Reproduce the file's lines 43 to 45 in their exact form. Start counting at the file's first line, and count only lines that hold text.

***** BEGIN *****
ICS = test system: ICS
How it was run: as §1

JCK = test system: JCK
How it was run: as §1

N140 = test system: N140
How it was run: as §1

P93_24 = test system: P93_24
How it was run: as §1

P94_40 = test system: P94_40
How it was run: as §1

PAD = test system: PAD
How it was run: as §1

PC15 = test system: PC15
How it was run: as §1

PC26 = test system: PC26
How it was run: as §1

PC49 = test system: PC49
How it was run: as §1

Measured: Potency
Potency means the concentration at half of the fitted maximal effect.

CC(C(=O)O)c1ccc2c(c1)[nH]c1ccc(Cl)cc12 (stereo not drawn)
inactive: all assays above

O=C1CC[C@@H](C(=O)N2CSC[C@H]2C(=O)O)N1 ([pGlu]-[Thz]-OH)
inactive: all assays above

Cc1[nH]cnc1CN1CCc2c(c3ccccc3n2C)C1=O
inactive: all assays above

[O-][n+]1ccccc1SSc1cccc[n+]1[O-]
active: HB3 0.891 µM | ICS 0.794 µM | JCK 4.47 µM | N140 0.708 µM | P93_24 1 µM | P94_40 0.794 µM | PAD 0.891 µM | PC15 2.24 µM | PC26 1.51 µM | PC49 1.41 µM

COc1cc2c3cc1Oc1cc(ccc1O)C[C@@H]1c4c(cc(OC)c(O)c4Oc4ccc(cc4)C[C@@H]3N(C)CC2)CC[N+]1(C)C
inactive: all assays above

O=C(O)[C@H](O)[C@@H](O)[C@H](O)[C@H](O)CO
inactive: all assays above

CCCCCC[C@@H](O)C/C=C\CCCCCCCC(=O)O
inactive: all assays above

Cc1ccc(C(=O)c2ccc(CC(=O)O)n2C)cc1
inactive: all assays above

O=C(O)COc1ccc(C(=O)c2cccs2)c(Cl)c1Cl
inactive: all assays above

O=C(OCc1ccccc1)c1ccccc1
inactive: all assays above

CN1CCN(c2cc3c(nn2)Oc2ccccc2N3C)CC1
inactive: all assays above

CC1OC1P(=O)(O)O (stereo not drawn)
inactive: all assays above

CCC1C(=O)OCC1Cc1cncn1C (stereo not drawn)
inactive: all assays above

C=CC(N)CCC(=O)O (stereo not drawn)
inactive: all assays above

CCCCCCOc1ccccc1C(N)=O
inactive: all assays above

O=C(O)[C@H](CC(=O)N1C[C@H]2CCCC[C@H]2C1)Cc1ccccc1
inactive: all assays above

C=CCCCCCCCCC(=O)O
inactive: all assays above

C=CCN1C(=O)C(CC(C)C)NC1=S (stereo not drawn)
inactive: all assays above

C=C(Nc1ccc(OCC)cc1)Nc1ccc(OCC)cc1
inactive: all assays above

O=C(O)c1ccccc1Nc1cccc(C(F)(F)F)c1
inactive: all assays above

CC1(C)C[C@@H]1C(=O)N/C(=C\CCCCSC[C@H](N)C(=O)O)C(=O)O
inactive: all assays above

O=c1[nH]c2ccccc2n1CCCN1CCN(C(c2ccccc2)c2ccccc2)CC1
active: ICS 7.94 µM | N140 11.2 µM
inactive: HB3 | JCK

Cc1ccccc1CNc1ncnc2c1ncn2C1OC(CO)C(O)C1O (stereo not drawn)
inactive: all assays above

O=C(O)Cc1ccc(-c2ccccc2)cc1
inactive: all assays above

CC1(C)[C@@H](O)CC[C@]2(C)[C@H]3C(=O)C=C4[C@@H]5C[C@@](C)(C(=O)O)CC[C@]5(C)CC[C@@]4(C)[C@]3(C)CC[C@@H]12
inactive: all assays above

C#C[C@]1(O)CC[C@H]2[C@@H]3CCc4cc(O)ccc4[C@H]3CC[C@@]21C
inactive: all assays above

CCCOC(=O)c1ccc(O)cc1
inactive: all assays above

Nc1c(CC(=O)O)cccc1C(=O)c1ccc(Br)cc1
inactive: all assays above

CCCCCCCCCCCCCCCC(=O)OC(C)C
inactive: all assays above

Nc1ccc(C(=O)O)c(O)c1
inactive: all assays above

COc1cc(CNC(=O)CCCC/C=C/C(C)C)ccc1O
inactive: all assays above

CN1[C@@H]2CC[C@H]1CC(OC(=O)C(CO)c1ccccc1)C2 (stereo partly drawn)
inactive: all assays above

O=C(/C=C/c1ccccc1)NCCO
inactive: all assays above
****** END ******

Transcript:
CC1OC1P(=O)(O)O (stereo not drawn)
inactive: all assays above

CCC1C(=O)OCC1Cc1cncn1C (stereo not drawn)